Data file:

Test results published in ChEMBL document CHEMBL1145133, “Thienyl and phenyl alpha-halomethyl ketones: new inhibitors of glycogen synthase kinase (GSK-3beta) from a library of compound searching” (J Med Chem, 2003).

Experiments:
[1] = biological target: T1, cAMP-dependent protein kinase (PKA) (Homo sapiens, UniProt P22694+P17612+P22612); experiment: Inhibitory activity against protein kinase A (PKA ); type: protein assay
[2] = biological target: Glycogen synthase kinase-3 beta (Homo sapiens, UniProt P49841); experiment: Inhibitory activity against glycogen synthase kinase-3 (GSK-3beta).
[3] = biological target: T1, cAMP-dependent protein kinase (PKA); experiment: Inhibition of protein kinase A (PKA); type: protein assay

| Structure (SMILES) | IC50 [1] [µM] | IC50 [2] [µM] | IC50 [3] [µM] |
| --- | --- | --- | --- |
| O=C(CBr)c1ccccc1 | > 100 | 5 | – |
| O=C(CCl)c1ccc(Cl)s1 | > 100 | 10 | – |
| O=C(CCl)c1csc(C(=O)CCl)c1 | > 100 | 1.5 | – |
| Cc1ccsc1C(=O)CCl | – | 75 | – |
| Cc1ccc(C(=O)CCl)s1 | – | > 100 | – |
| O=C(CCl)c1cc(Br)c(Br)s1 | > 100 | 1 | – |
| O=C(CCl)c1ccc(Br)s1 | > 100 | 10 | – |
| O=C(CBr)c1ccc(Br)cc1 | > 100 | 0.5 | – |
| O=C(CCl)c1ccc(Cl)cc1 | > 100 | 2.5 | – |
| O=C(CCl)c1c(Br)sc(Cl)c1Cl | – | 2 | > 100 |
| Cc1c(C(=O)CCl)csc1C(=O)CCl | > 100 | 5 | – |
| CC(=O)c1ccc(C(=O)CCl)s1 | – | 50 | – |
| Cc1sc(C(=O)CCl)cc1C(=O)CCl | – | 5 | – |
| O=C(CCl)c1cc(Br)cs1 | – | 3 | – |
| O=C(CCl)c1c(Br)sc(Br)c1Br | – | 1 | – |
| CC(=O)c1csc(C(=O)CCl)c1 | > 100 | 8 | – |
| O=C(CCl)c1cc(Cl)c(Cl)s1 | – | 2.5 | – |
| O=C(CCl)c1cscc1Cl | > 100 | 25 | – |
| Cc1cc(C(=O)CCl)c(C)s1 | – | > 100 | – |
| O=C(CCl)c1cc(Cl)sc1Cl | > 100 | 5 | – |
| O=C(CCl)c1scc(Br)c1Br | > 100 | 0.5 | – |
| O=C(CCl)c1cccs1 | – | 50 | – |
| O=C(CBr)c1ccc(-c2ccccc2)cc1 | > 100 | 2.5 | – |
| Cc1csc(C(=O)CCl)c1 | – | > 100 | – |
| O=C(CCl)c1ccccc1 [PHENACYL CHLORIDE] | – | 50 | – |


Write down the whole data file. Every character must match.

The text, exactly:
Test results published in ChEMBL document CHEMBL1145133, “Thienyl and phenyl alpha-halomethyl ketones: new inhibitors of glycogen synthase kinase (GSK-3beta) from a library of compound searching” (J Med Chem, 2003).

Experiments:
[1] = biological target: T1, cAMP-dependent protein kinase (PKA) (Homo sapiens, UniProt P22694+P17612+P22612); experiment: Inhibitory activity against protein kinase A (PKA ); type: protein assay
[2] = biological target: Glycogen synthase kinase-3 beta (Homo sapiens, UniProt P49841); experiment: Inhibitory activity against glycogen synthase kinase-3 (GSK-3beta).
[3] = biological target: T1, cAMP-dependent protein kinase (PKA); experiment: Inhibition of protein kinase A (PKA); type: protein assay

| Structure (SMILES) | IC50 [1] [µM] | IC50 [2] [µM] | IC50 [3] [µM] |
| --- | --- | --- | --- |
| O=C(CBr)c1ccccc1 | > 100 | 5 | – |
| O=C(CCl)c1ccc(Cl)s1 | > 100 | 10 | – |
| O=C(CCl)c1csc(C(=O)CCl)c1 | > 100 | 1.5 | – |
| Cc1ccsc1C(=O)CCl | – | 75 | – |
| Cc1ccc(C(=O)CCl)s1 | – | > 100 | – |
| O=C(CCl)c1cc(Br)c(Br)s1 | > 100 | 1 | – |
| O=C(CCl)c1ccc(Br)s1 | > 100 | 10 | – |
| O=C(CBr)c1ccc(Br)cc1 | > 100 | 0.5 | – |
| O=C(CCl)c1ccc(Cl)cc1 | > 100 | 2.5 | – |
| O=C(CCl)c1c(Br)sc(Cl)c1Cl | – | 2 | > 100 |
| Cc1c(C(=O)CCl)csc1C(=O)CCl | > 100 | 5 | – |
| CC(=O)c1ccc(C(=O)CCl)s1 | – | 50 | – |
| Cc1sc(C(=O)CCl)cc1C(=O)CCl | – | 5 | – |
| O=C(CCl)c1cc(Br)cs1 | – | 3 | – |
| O=C(CCl)c1c(Br)sc(Br)c1Br | – | 1 | – |
| CC(=O)c1csc(C(=O)CCl)c1 | > 100 | 8 | – |
| O=C(CCl)c1cc(Cl)c(Cl)s1 | – | 2.5 | – |
| O=C(CCl)c1cscc1Cl | > 100 | 25 | – |
| Cc1cc(C(=O)CCl)c(C)s1 | – | > 100 | – |
| O=C(CCl)c1cc(Cl)sc1Cl | > 100 | 5 | – |
| O=C(CCl)c1scc(Br)c1Br | > 100 | 0.5 | – |
| O=C(CCl)c1cccs1 | – | 50 | – |
| O=C(CBr)c1ccc(-c2ccccc2)cc1 | > 100 | 2.5 | – |
| Cc1csc(C(=O)CCl)c1 | – | > 100 | – |
| O=C(CCl)c1ccccc1 [PHENACYL CHLORIDE] | – | 50 | – |